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The Nautilus Institute
Energy and Resources Group
University of California, Berkeley
In May and September of 1999, a team of American energy specialists from The Nautilus Insitute, which included past and present students and affiliates of ERG/RAEL (Peter Hayes, Nautilus executive director; project manager Jim Williams; village electrification specialist Chris Greacen; and energy analyst David Von Hippel), along with their North Korean counterparts, installed seven wind generators, with just over 10 kilowatts of capacity, and a power house with electrical equipment that could provide stand-alone power, as well as interface with the North Korean grid, at Unhari, a small coastal village 70 miles west of Pyongyang.
The system, which was turned on October 5th, has several goals. First is to generate electricity in North Korea to meet humanitarian end uses. The wind turbine towers provide clean, renewable energy to the village's medical clinic, kindergarten, and 20 households in this remote farming hamlet. The second goal is to lessen tensions on the volatile Korean peninsula, divided into a communist north and capitalist south following the end of World War II.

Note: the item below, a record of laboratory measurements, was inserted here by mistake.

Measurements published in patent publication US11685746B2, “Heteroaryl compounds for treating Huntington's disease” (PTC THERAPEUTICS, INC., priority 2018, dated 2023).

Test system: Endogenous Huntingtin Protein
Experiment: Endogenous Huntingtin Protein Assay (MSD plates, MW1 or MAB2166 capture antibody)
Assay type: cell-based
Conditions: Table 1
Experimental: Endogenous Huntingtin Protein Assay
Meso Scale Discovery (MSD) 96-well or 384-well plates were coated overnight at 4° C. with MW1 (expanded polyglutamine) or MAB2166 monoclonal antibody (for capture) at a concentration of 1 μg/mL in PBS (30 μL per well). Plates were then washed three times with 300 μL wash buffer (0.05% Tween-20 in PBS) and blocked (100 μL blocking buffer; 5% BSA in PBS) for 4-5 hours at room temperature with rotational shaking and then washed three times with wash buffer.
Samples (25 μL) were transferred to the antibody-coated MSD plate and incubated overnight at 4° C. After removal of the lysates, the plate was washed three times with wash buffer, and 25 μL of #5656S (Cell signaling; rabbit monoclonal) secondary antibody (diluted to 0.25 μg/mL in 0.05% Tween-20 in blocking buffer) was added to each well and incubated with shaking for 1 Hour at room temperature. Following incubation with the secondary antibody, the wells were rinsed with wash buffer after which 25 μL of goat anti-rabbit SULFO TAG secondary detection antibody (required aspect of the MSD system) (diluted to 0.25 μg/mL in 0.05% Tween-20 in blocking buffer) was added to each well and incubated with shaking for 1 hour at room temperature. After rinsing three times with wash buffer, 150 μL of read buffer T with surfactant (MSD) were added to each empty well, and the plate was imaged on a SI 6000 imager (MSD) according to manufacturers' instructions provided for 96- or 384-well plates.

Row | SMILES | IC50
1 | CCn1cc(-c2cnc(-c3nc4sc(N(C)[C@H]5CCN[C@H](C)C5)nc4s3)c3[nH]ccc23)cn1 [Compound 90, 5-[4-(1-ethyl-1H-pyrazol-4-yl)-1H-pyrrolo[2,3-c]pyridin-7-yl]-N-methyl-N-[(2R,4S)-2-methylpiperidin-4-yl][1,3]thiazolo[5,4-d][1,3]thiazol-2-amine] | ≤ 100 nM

In addition to generating power, compact fluorescent light bulbs were supplied to the kindergarten and twenty households, and the American and North Koreans also jointly conducted a rural energy survey and a socioeconomic assessment in the village -- the first time that such standard international project planning methods have been employed in the DPRK.
A complete description of the project can be found on The Nautilus Institute's web site.
Pictures from the Unhari Village Project:
Chris Greacen demonstrates how to check the specific gravity of the battery electrolyte in the power house
Six of the seven wind turbines installed in the project
US and North Korean engineers who worked on the village windfarm installation
Last updated 4/1/2000